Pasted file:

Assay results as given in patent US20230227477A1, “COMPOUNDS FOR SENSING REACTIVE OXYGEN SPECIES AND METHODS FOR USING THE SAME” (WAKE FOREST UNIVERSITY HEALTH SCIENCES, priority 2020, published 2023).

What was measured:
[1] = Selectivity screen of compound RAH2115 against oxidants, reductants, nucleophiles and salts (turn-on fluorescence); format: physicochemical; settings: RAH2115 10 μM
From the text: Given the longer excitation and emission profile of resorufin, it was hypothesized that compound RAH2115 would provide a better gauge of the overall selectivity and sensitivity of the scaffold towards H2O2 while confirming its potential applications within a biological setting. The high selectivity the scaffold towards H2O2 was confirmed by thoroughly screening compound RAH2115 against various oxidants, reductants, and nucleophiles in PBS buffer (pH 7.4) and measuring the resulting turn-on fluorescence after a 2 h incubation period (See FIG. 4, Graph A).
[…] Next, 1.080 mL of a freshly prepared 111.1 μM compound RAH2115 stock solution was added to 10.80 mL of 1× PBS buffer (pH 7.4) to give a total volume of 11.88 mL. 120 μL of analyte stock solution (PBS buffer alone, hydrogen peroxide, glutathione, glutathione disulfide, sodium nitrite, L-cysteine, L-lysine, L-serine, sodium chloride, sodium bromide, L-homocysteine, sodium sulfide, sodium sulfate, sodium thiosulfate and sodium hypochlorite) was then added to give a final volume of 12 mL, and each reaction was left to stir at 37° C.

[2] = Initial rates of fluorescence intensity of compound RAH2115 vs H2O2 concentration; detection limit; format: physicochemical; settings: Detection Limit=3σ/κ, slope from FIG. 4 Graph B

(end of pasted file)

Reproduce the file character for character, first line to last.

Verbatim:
Assay results as given in patent US20230227477A1, “COMPOUNDS FOR SENSING REACTIVE OXYGEN SPECIES AND METHODS FOR USING THE SAME” (WAKE FOREST UNIVERSITY HEALTH SCIENCES, priority 2020, published 2023).

What was measured:
[1] = Selectivity screen of compound RAH2115 against oxidants, reductants, nucleophiles and salts (turn-on fluorescence); format: physicochemical; settings: RAH2115 10 μM
From the text: Given the longer excitation and emission profile of resorufin, it was hypothesized that compound RAH2115 would provide a better gauge of the overall selectivity and sensitivity of the scaffold towards H2O2 while confirming its potential applications within a biological setting. The high selectivity the scaffold towards H2O2 was confirmed by thoroughly screening compound RAH2115 against various oxidants, reductants, and nucleophiles in PBS buffer (pH 7.4) and measuring the resulting turn-on fluorescence after a 2 h incubation period (See FIG. 4, Graph A).
[…] Next, 1.080 mL of a freshly prepared 111.1 μM compound RAH2115 stock solution was added to 10.80 mL of 1× PBS buffer (pH 7.4) to give a total volume of 11.88 mL. 120 μL of analyte stock solution (PBS buffer alone, hydrogen peroxide, glutathione, glutathione disulfide, sodium nitrite, L-cysteine, L-lysine, L-serine, sodium chloride, sodium bromide, L-homocysteine, sodium sulfide, sodium sulfate, sodium thiosulfate and sodium hypochlorite) was then added to give a final volume of 12 mL, and each reaction was left to stir at 37° C.

[2] = Initial rates of fluorescence intensity of compound RAH2115 vs H2O2 concentration; detection limit; format: physicochemical; settings: Detection Limit=3σ/κ, slope from FIG. 4 Graph B